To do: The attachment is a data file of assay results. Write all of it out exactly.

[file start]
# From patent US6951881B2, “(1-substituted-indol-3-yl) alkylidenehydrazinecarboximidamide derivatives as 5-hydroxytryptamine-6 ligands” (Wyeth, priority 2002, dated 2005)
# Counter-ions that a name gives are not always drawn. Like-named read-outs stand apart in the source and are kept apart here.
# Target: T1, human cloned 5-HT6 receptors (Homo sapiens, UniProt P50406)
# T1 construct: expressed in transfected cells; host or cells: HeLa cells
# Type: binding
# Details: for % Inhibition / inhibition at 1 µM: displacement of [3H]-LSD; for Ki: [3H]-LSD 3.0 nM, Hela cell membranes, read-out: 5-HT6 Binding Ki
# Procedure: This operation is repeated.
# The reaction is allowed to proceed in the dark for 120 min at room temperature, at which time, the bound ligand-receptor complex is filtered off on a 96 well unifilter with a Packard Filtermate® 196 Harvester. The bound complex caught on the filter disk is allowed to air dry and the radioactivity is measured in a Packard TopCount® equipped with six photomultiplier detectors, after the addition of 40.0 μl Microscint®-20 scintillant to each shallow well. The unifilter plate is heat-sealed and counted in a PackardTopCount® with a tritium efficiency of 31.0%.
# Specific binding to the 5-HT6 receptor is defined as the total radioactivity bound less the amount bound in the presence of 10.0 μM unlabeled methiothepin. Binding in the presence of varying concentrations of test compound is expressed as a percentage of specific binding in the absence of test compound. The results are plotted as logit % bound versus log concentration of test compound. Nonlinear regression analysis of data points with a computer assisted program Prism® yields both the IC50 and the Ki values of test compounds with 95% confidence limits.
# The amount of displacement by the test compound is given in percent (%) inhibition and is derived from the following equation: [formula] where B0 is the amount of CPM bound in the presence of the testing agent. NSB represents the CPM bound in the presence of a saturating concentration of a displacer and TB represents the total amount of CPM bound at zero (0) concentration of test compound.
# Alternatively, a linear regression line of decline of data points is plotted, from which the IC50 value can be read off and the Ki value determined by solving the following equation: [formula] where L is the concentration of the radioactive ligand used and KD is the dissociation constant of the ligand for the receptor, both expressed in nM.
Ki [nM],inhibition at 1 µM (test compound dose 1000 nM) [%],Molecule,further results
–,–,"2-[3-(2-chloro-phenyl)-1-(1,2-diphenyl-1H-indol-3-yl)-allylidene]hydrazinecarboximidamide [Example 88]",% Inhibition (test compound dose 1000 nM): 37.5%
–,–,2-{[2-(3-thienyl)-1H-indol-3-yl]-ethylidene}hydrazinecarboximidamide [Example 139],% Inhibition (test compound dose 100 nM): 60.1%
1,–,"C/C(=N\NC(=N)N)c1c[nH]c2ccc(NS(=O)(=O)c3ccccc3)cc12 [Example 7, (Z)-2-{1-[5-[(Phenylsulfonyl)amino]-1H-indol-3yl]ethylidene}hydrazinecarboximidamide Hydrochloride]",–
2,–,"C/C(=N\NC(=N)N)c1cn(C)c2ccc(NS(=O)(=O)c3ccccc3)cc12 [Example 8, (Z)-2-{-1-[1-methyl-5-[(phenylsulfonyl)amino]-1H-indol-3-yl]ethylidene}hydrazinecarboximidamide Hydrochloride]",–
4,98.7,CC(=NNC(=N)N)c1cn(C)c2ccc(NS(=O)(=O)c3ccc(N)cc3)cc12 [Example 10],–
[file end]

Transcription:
# From patent US6951881B2, “(1-substituted-indol-3-yl) alkylidenehydrazinecarboximidamide derivatives as 5-hydroxytryptamine-6 ligands” (Wyeth, priority 2002, dated 2005)
# Counter-ions that a name gives are not always drawn. Like-named read-outs stand apart in the source and are kept apart here.
# Target: T1, human cloned 5-HT6 receptors (Homo sapiens, UniProt P50406)
# T1 construct: expressed in transfected cells; host or cells: HeLa cells
# Type: binding
# Details: for % Inhibition / inhibition at 1 µM: displacement of [3H]-LSD; for Ki: [3H]-LSD 3.0 nM, Hela cell membranes, read-out: 5-HT6 Binding Ki
# Procedure: This operation is repeated.
# The reaction is allowed to proceed in the dark for 120 min at room temperature, at which time, the bound ligand-receptor complex is filtered off on a 96 well unifilter with a Packard Filtermate® 196 Harvester. The bound complex caught on the filter disk is allowed to air dry and the radioactivity is measured in a Packard TopCount® equipped with six photomultiplier detectors, after the addition of 40.0 μl Microscint®-20 scintillant to each shallow well. The unifilter plate is heat-sealed and counted in a PackardTopCount® with a tritium efficiency of 31.0%.
# Specific binding to the 5-HT6 receptor is defined as the total radioactivity bound less the amount bound in the presence of 10.0 μM unlabeled methiothepin. Binding in the presence of varying concentrations of test compound is expressed as a percentage of specific binding in the absence of test compound. The results are plotted as logit % bound versus log concentration of test compound. Nonlinear regression analysis of data points with a computer assisted program Prism® yields both the IC50 and the Ki values of test compounds with 95% confidence limits.
# The amount of displacement by the test compound is given in percent (%) inhibition and is derived from the following equation: [formula] where B0 is the amount of CPM bound in the presence of the testing agent. NSB represents the CPM bound in the presence of a saturating concentration of a displacer and TB represents the total amount of CPM bound at zero (0) concentration of test compound.
# Alternatively, a linear regression line of decline of data points is plotted, from which the IC50 value can be read off and the Ki value determined by solving the following equation: [formula] where L is the concentration of the radioactive ligand used and KD is the dissociation constant of the ligand for the receptor, both expressed in nM.
Ki [nM],inhibition at 1 µM (test compound dose 1000 nM) [%],Molecule,further results
–,–,"2-[3-(2-chloro-phenyl)-1-(1,2-diphenyl-1H-indol-3-yl)-allylidene]hydrazinecarboximidamide [Example 88]",% Inhibition (test compound dose 1000 nM): 37.5%
–,–,2-{[2-(3-thienyl)-1H-indol-3-yl]-ethylidene}hydrazinecarboximidamide [Example 139],% Inhibition (test compound dose 100 nM): 60.1%
1,–,"C/C(=N\NC(=N)N)c1c[nH]c2ccc(NS(=O)(=O)c3ccccc3)cc12 [Example 7, (Z)-2-{1-[5-[(Phenylsulfonyl)amino]-1H-indol-3yl]ethylidene}hydrazinecarboximidamide Hydrochloride]",–
2,–,"C/C(=N\NC(=N)N)c1cn(C)c2ccc(NS(=O)(=O)c3ccccc3)cc12 [Example 8, (Z)-2-{-1-[1-methyl-5-[(phenylsulfonyl)amino]-1H-indol-3-yl]ethylidene}hydrazinecarboximidamide Hydrochloride]",–
4,98.7,CC(=NNC(=N)N)c1cn(C)c2ccc(NS(=O)(=O)c3ccc(N)cc3)cc12 [Example 10],–